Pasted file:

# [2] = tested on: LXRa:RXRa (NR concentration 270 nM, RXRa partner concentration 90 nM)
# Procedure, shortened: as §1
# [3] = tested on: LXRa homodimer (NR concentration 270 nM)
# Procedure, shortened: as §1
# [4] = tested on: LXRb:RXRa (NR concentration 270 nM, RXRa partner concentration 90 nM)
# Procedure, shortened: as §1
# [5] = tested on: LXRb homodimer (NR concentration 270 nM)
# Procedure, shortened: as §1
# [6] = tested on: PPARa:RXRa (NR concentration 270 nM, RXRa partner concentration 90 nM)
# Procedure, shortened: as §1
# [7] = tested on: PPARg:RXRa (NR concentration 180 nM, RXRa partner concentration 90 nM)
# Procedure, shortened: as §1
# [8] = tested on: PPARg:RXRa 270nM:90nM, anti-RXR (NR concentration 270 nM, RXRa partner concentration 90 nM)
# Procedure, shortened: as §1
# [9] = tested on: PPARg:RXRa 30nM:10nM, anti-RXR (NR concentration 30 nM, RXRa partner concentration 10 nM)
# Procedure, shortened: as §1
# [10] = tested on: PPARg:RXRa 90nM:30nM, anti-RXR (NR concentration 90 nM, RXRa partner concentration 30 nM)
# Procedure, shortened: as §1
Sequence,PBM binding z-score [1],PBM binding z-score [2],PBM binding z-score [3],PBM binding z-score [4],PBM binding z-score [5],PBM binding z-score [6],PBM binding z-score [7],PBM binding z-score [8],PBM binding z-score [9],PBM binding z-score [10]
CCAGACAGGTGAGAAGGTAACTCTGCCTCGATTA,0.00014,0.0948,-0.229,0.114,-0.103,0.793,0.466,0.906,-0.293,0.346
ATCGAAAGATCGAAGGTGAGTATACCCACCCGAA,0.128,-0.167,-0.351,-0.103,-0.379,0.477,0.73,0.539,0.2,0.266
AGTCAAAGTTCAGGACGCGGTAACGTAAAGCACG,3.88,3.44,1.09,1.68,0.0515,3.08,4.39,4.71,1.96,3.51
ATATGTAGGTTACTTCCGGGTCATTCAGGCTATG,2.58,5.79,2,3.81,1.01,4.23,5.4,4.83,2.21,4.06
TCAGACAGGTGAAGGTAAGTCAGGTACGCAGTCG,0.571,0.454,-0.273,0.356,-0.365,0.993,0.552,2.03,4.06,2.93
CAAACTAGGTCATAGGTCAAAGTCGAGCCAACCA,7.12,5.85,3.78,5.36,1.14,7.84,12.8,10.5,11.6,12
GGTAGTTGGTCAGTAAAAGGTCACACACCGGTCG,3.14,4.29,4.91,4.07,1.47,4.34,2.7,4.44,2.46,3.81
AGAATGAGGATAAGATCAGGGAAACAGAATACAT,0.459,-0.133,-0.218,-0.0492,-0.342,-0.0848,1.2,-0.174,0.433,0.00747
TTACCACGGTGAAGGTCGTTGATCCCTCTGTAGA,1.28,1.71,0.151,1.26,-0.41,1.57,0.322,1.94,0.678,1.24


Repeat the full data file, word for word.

# [2] = tested on: LXRa:RXRa (NR concentration 270 nM, RXRa partner concentration 90 nM)
# Procedure, shortened: as §1
# [3] = tested on: LXRa homodimer (NR concentration 270 nM)
# Procedure, shortened: as §1
# [4] = tested on: LXRb:RXRa (NR concentration 270 nM, RXRa partner concentration 90 nM)
# Procedure, shortened: as §1
# [5] = tested on: LXRb homodimer (NR concentration 270 nM)
# Procedure, shortened: as §1
# [6] = tested on: PPARa:RXRa (NR concentration 270 nM, RXRa partner concentration 90 nM)
# Procedure, shortened: as §1
# [7] = tested on: PPARg:RXRa (NR concentration 180 nM, RXRa partner concentration 90 nM)
# Procedure, shortened: as §1
# [8] = tested on: PPARg:RXRa 270nM:90nM, anti-RXR (NR concentration 270 nM, RXRa partner concentration 90 nM)
# Procedure, shortened: as §1
# [9] = tested on: PPARg:RXRa 30nM:10nM, anti-RXR (NR concentration 30 nM, RXRa partner concentration 10 nM)
# Procedure, shortened: as §1
# [10] = tested on: PPARg:RXRa 90nM:30nM, anti-RXR (NR concentration 90 nM, RXRa partner concentration 30 nM)
# Procedure, shortened: as §1
Sequence,PBM binding z-score [1],PBM binding z-score [2],PBM binding z-score [3],PBM binding z-score [4],PBM binding z-score [5],PBM binding z-score [6],PBM binding z-score [7],PBM binding z-score [8],PBM binding z-score [9],PBM binding z-score [10]
CCAGACAGGTGAGAAGGTAACTCTGCCTCGATTA,0.00014,0.0948,-0.229,0.114,-0.103,0.793,0.466,0.906,-0.293,0.346
ATCGAAAGATCGAAGGTGAGTATACCCACCCGAA,0.128,-0.167,-0.351,-0.103,-0.379,0.477,0.73,0.539,0.2,0.266
AGTCAAAGTTCAGGACGCGGTAACGTAAAGCACG,3.88,3.44,1.09,1.68,0.0515,3.08,4.39,4.71,1.96,3.51
ATATGTAGGTTACTTCCGGGTCATTCAGGCTATG,2.58,5.79,2,3.81,1.01,4.23,5.4,4.83,2.21,4.06
TCAGACAGGTGAAGGTAAGTCAGGTACGCAGTCG,0.571,0.454,-0.273,0.356,-0.365,0.993,0.552,2.03,4.06,2.93
CAAACTAGGTCATAGGTCAAAGTCGAGCCAACCA,7.12,5.85,3.78,5.36,1.14,7.84,12.8,10.5,11.6,12
GGTAGTTGGTCAGTAAAAGGTCACACACCGGTCG,3.14,4.29,4.91,4.07,1.47,4.34,2.7,4.44,2.46,3.81
AGAATGAGGATAAGATCAGGGAAACAGAATACAT,0.459,-0.133,-0.218,-0.0492,-0.342,-0.0848,1.2,-0.174,0.433,0.00747
TTACCACGGTGAAGGTCGTTGATCCCTCTGTAGA,1.28,1.71,0.151,1.26,-0.41,1.57,0.322,1.94,0.678,1.24